Within the past three years, everyone in Europe (if not the world) has heard at least once the word “Brexit”.
The divorce between the United Kingdom and Europe has been a hot topic all over the news, constantly changing but always trending.
Many are in favour, and many are against it, but the only certain thing is that businesses and individuals will be affected either lightly or heavily by this divorce we call “Brexit”.
Such businesses are also FinTech-related, and we aim to analyse how this political conflict will affect one of the world’s top growing industries.
Before digging into the whole business-FinTech issue, it is important to understand what the UK is trying to achieve through Brexit, and why this its gotten businesses, internationals living in the UK, as well as the British people panicking.
Now, let’s have a look at some facts.
The UK entered the EU (then known as the EEC; European Economic Community), in 1973.
On Thursday the 23rd of June 2016 a public vote took place in the UK, where 17.4 million voters (52%) agreed to leave the EU and 16.1 million (48%) wanted to stay.
But the real question is why does the UK want to leave the EU 45+ years later?
Well, the UK believes that the EU imposes too many restrictions on British lawmakers.
In order to put new laws into action, they must be aligned with the EU policies, and the Brits feel like they’re not in charge of their own country.
Almost half (49%) of the voters who are in favour of Brexit, stated that the biggest reason they want out is that they feel the decisions about their country should be taken in the UK and not made by another decision-taking body such as the European Commission.
Critics also believe that the UK will have to sacrifice its currency since all European countries will have to adopt the “Euro” by 2020.
Thus, the Brits are against this because the Euro has always been weaker than the Sterling (but we also know how much they love their Queen-looking currency and traditions).
The UK is also concerned about the European restrictions imposed on their immigration laws.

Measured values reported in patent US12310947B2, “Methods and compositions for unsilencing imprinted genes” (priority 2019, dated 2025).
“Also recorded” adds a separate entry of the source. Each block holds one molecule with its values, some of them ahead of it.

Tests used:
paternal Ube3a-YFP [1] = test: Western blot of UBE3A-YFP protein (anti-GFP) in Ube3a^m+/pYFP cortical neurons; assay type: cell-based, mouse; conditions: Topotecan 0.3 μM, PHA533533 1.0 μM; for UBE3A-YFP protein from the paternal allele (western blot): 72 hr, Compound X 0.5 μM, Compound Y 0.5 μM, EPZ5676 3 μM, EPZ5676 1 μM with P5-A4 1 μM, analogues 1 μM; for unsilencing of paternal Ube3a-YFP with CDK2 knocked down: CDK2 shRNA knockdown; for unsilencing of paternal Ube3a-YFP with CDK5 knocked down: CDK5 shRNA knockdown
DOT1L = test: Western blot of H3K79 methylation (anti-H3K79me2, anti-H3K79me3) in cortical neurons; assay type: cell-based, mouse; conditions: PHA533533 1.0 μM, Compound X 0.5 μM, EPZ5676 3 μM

They want to be in charge of who goes in and out of their country, especially now with the high numbers in immigration from other countries into the UK.
Now, although the decision to leave was made back in 2016, the UK still remains part of the EU in 2019.
Deal or No Deal?
The deadline to leave was on the 29th of March 2019, but it seems like the UK and the EU are yet to find common ground on how to have this “divorce deal”.
This deal is known as the “Withdrawal Agreement”, which basically says:
1. The UK must pay the EU about £39bn for breaking their partnership.
2. Where will UK citizens living in the EU and the EU citizens living in the UK go?
3. What will happen to the border between Northern Ireland and the Republic of Ireland when it becomes the frontier between the UK and the EU?
The Withdrawal Agreement also refers to the transition period businesses would need in order to adjust if they left the UK as a result of Brexit.
Therefore, if the withdrawal agreement is accepted by the EU, no big changes will be made between the date of Brexit and the 31st December 2020.
Besides this agreement, a shorter document was drawn up in order to give an overview of how the EU-UK relationship would be like in the future.
This was called the “Political Declaration”.
The deal was agreed by the UK’s then Prime Minister Theresa May and the EU in November 2018, but it also had to be approved by British MPs, and, well, it wasn’t.
Here’s how things went down:
– 15th of January MPs rejected Theresa May’s withdrawal agreement by 432 votes to 202.
– 12th of March, Theresa May went back to the EU to secure further legal assurances, and MPs rejected it again.
– 29th of March was the official day that the UK was planning to leave the EU. MPs rejected May’s proposal for a third time.
It seems like neither May or the EU want to bring back guard posts and checks, and therefore a sort of safety net was suggested in the deal.
After trying three times to get the British MPs on board with her Brexit deal, Theresa May eventually gave up.
The new deadline for Brexit is now the 31st of October 2019, and as a result of the whole May-drama, Boris Johnson took over as the new Prime Minister of the United Kingdom.
If Johnson fails to convince the EU to make alterations to the withdrawal agreement, he promised to take the UK out of the EU without a deal.
This means that businesses will have no transition period while getting out of the EU, and could cost them billions of pounds.
The sterling will fall tremendously, and there will be an increase in many food prices and custom checks at borders.